An ancient Roman bust that went on display this week at a museum in San Antonio, Texas, has a special story: In 2018, the bust was purchased from a Goodwill store in Austin, Texas. The buyer, Laura Young, was looking for items to resell and had no idea she had picked up an artifact dating from the first century BC or AD.
The bust once resided inside a life-size model of a Pompeii house in Aschaffenburg, Germany, according to the San Antonio Museum of Art. The exhibit, known as the Pompejanum, was built by Ludwig I of Bavaria and during World War II was badly damaged by Allied bombers.
The sculpture had mysteriously disappeared after Aschaffenburg was targeted. The US military remained in the area until the end of the Cold War and it is believed that a US soldier took the bust and brought it back to Texas, according to the museum.
Apparently, Texas was where he stayed for decades, until Young unknowingly bought him.
Young bought the ancient Roman bust for just $34.99, she told The Art Newspaper. The sculpture is believed to depict ancient Roman commander Drusus Germanicus, according to the newspaper.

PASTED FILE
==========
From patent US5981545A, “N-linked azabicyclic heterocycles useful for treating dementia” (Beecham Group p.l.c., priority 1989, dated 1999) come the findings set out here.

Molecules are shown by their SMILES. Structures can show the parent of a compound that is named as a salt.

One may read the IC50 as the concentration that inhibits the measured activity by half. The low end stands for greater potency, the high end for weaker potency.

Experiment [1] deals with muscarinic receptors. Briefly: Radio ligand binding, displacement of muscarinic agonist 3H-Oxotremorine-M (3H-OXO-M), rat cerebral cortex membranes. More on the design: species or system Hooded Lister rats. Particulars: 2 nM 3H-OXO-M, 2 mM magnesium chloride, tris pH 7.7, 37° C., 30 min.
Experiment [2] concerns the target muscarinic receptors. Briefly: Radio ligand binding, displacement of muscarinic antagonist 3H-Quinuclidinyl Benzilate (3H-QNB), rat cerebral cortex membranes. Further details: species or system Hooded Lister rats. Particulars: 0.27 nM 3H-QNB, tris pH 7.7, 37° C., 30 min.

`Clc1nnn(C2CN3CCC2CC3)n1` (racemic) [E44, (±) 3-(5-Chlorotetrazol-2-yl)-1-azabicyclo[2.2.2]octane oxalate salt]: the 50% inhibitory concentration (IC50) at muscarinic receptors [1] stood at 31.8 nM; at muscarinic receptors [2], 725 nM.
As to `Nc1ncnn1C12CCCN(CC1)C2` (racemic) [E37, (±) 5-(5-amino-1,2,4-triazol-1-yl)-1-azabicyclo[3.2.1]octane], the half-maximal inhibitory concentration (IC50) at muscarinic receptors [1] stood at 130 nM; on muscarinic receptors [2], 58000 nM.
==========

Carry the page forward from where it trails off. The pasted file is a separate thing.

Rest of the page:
An image of the bust after Young bought it shows him strapped to his car seat, a yellow price tag stuck to his cheek.
After noticing how old and worn it looked, Young was curious about its origin, the museum said in a press release. She embarked on a year-long journey, interviewing experts from the classics and art history departments at the University of Texas at Austin. She also called auction houses across the United States
Eventually, Sotheby’s consultant Jörg Deterling identified the bust and put Young in touch with German authorities.
“There were a few months of intense excitement after that, but it was bittersweet because I knew I couldn’t keep or sell the (bust),” Young said. “Anyway, I’m glad I got to be part of a small part of (his) long and complicated story, and he looked great in the house while I had him.”
The artwork will be on display at the museum until May 2023, when it will be returned to its rightful home, the Bavarian State-owned Palace Administration in Germany.
“It’s a great story whose plot includes the era of World War II, international diplomacy, the art of the ancient Mediterranean, the search for thrift stores, historic Bavarian royalty and the thoughtful management of those who care for and preserve the arts, whether as individuals or institutions,” said Emily Ballew Neff, director of Kelso at the museum and holder of a doctorate in art history.